Trying To ‘Let It Go’ In ‘Frozen’ Virginia
Upon reflection, I’ve concluded that my recent Halloween visit with our three granddaughters (ages 2, 3 and 6) in Northern Virginia couldn’t have ended any other way for me: catching a wretched cold and awakening to the fact that generation gaps are largely exaggerated.
Frozen turned out to be the theme for the week, as you would know if you’ve been around any girl child over the past six months. Our bubbly trio of trick-or-treaters predictably dressed as Elsa, the ice-cursed but headstrong queen from Disney’s most popular film since Snow White. (Disney reports 3 million Frozen costumes sold).
Adults such as I also love the movie, which definitely is headed for classic status. But my favorite character isn’t the self-centered, imperious Elsa, but the loyal, endearing, yet impulsive sister, Anna. So I asked the 6-year-old, “Why didn’t you want to be Anna?” Her answer made me realize that not much has changed since the 1950s when I saw Cinderella: Elsa was prettier, had the prettiest dress and sang the prettiest song.
In 2014, little girls like “pretty” the same as they did in 1950.
I honestly hadn’t realized the impact Frozen had made on little girls until the shimmery, ice-blue gowns with long, flowing trains came out of the off-limits place my daughter had them hidden. Six big eyes suddenly turned into pies. Six jumping feet became manic. They were possessed.
Then, I’ve found, that the movie’s breakout single, Let it Go, is so captivating that it is sung worldwide — even by babies who haven’t yet learned to talk or walk. (I have witnessed this phenomenon in airports from Ethiopia to Los Angeles.) In fact, after a week of hearing Let it Go sung from every coffee table, bathtub, crib and ottoman in my daughter’s house, the tune permanently will loop through my head until death finally relieves me. A self-diagnosis reveals that I’ve been “Elsa’d.” You also may suffer from this not-yet-medically-recognized condition.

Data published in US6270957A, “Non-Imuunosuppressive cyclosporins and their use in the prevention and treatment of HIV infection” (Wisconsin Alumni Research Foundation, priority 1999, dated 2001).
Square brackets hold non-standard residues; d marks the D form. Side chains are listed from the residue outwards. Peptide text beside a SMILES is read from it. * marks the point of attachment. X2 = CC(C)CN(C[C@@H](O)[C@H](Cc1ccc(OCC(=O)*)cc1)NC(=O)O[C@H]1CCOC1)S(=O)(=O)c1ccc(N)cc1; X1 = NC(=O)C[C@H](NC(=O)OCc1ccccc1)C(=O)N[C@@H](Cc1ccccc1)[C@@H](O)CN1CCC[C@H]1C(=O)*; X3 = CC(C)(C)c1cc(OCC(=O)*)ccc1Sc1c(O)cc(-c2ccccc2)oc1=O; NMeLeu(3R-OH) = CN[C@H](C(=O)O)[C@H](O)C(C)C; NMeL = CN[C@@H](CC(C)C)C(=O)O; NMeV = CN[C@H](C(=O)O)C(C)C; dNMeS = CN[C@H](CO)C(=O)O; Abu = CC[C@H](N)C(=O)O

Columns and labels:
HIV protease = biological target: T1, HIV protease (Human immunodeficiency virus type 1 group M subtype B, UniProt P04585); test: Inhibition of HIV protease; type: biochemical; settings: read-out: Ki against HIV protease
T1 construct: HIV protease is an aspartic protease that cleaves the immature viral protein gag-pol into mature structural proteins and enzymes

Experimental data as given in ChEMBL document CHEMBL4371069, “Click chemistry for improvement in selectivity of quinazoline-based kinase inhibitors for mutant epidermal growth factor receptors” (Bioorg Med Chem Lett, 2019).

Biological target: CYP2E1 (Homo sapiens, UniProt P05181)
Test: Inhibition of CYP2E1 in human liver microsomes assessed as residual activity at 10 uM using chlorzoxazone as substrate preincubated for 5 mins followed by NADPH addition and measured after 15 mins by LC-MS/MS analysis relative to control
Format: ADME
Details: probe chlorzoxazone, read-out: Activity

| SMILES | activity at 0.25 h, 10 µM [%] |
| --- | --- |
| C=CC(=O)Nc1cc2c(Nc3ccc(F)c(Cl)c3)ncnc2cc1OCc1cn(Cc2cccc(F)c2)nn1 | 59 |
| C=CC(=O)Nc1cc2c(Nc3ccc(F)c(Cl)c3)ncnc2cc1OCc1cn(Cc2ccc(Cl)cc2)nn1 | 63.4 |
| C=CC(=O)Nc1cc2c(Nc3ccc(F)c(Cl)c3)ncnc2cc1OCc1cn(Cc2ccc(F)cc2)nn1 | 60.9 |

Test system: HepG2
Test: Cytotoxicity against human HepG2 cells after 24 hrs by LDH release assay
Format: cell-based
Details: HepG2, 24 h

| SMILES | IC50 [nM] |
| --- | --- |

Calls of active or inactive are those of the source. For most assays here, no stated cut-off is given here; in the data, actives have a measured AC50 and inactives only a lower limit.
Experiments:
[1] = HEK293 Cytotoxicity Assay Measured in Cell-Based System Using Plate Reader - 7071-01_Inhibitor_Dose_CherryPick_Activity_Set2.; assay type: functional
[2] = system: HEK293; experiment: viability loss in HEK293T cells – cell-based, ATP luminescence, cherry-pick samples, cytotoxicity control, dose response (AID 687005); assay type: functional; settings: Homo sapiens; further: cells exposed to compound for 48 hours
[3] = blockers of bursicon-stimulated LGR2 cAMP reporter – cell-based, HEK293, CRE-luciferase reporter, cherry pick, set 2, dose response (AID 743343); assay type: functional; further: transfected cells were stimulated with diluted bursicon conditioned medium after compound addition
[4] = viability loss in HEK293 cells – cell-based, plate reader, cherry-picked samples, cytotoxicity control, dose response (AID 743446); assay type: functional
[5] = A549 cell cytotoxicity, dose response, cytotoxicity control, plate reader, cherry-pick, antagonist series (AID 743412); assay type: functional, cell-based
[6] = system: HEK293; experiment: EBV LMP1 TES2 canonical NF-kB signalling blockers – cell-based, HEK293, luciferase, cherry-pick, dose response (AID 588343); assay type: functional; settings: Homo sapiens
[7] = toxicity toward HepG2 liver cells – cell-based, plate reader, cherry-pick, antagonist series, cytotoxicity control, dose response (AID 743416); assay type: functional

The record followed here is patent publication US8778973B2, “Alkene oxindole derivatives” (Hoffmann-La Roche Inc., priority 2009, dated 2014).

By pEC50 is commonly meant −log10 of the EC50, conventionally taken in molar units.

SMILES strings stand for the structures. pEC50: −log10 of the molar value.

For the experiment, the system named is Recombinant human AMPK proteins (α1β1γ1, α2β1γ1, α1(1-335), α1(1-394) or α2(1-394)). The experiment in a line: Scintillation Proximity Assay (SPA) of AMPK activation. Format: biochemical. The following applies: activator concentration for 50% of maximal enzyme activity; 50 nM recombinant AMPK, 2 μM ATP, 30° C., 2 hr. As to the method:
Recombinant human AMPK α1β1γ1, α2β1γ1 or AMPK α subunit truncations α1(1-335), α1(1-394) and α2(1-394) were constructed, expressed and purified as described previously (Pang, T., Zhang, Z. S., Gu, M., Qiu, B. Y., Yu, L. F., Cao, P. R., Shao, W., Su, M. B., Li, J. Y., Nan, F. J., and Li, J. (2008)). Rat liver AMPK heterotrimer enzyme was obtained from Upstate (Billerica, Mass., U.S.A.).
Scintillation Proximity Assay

The Elsa syndrome also may be related to cold weather, but more so it’s because all of my little Elsas were fighting off the traditional Halloween sniffles caused by a seasonal sugar overdose and the germ-incubation space better known as a classroom.
Just before the costume parade, the 2-year-old decided she didn’t want to wear a jacket over her Elsa costume, fully living the Let it Go lyric, “It’s time to see what I can do, to test the limits and break through. No right, no wrong, no rules for me. I’m free!”
It was 45 degrees with a 35 degree wind-chill factor, but I reminded myself of lesson one in the grandmother handbook: Give a grandchild her way. It didn’t take long before she realized she wasn’t Elsa because the cold did bother her anyway.
Nonetheless, after the Halloween parade, at which we all came down with pneumonia, imagine this: The girls wanted to watch Frozen. It was my fifth viewing, but this time I decided to analyze the story, and here’s what I know: There was no handsome prince to save the day with a kiss, because we all know that Cinderella and Snow White damaged women for generations, leaving them unable to achieve equal pay and reproductive rights. The bad and not-so-bright people in Frozen are all men. Even Olaf, the snowman.
So anyway, I asked the 3-year-old, “What is your favorite part in Frozen?”
“When Kristoff kisses Anna,” she giggled. Then she asked, “Can we watch Cinderella now, Mimi?”